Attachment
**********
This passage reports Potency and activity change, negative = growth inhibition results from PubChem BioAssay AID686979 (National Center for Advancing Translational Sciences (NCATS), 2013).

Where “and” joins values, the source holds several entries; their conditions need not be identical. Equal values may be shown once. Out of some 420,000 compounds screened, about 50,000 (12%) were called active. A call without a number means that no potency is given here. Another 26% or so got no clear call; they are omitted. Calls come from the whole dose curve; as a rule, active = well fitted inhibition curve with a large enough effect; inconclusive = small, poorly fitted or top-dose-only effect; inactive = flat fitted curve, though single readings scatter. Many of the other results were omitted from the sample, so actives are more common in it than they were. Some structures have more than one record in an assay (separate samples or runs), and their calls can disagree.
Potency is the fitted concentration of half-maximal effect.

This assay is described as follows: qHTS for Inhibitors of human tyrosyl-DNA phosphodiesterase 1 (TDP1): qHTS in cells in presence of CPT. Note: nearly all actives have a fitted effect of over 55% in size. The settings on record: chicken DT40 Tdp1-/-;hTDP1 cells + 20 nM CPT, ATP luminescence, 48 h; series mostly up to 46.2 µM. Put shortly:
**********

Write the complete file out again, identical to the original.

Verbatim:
This passage reports Potency and activity change, negative = growth inhibition results from PubChem BioAssay AID686979 (National Center for Advancing Translational Sciences (NCATS), 2013).

Where “and” joins values, the source holds several entries; their conditions need not be identical. Equal values may be shown once. Out of some 420,000 compounds screened, about 50,000 (12%) were called active. A call without a number means that no potency is given here. Another 26% or so got no clear call; they are omitted. Calls come from the whole dose curve; as a rule, active = well fitted inhibition curve with a large enough effect; inconclusive = small, poorly fitted or top-dose-only effect; inactive = flat fitted curve, though single readings scatter. Many of the other results were omitted from the sample, so actives are more common in it than they were. Some structures have more than one record in an assay (separate samples or runs), and their calls can disagree.
Potency is the fitted concentration of half-maximal effect.

This assay is described as follows: qHTS for Inhibitors of human tyrosyl-DNA phosphodiesterase 1 (TDP1): qHTS in cells in presence of CPT. Note: nearly all actives have a fitted effect of over 55% in size. The settings on record: chicken DT40 Tdp1-/-;hTDP1 cells + 20 nM CPT, ATP luminescence, 48 h; series mostly up to 46.2 µM. Put shortly: